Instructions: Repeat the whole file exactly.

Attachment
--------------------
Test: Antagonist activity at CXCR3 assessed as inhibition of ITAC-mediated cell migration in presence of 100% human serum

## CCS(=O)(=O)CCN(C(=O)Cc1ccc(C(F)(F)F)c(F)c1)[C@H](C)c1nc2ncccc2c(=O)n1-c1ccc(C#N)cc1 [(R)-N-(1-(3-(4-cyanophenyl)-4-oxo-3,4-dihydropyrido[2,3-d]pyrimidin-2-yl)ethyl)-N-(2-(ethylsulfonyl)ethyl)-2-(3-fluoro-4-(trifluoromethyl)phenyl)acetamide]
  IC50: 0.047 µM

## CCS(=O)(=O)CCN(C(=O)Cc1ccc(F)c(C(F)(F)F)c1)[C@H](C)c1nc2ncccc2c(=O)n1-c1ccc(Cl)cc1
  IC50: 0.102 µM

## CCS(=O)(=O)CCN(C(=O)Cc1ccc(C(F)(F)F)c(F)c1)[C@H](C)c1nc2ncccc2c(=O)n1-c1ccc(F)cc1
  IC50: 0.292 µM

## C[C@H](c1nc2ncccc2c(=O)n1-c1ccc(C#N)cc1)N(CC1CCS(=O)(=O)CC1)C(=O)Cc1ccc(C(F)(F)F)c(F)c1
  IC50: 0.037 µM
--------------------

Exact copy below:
Test: Antagonist activity at CXCR3 assessed as inhibition of ITAC-mediated cell migration in presence of 100% human serum

## CCS(=O)(=O)CCN(C(=O)Cc1ccc(C(F)(F)F)c(F)c1)[C@H](C)c1nc2ncccc2c(=O)n1-c1ccc(C#N)cc1 [(R)-N-(1-(3-(4-cyanophenyl)-4-oxo-3,4-dihydropyrido[2,3-d]pyrimidin-2-yl)ethyl)-N-(2-(ethylsulfonyl)ethyl)-2-(3-fluoro-4-(trifluoromethyl)phenyl)acetamide]
  IC50: 0.047 µM

## CCS(=O)(=O)CCN(C(=O)Cc1ccc(F)c(C(F)(F)F)c1)[C@H](C)c1nc2ncccc2c(=O)n1-c1ccc(Cl)cc1
  IC50: 0.102 µM

## CCS(=O)(=O)CCN(C(=O)Cc1ccc(C(F)(F)F)c(F)c1)[C@H](C)c1nc2ncccc2c(=O)n1-c1ccc(F)cc1
  IC50: 0.292 µM

## C[C@H](c1nc2ncccc2c(=O)n1-c1ccc(C#N)cc1)N(CC1CCS(=O)(=O)CC1)C(=O)Cc1ccc(C(F)(F)F)c(F)c1
  IC50: 0.037 µM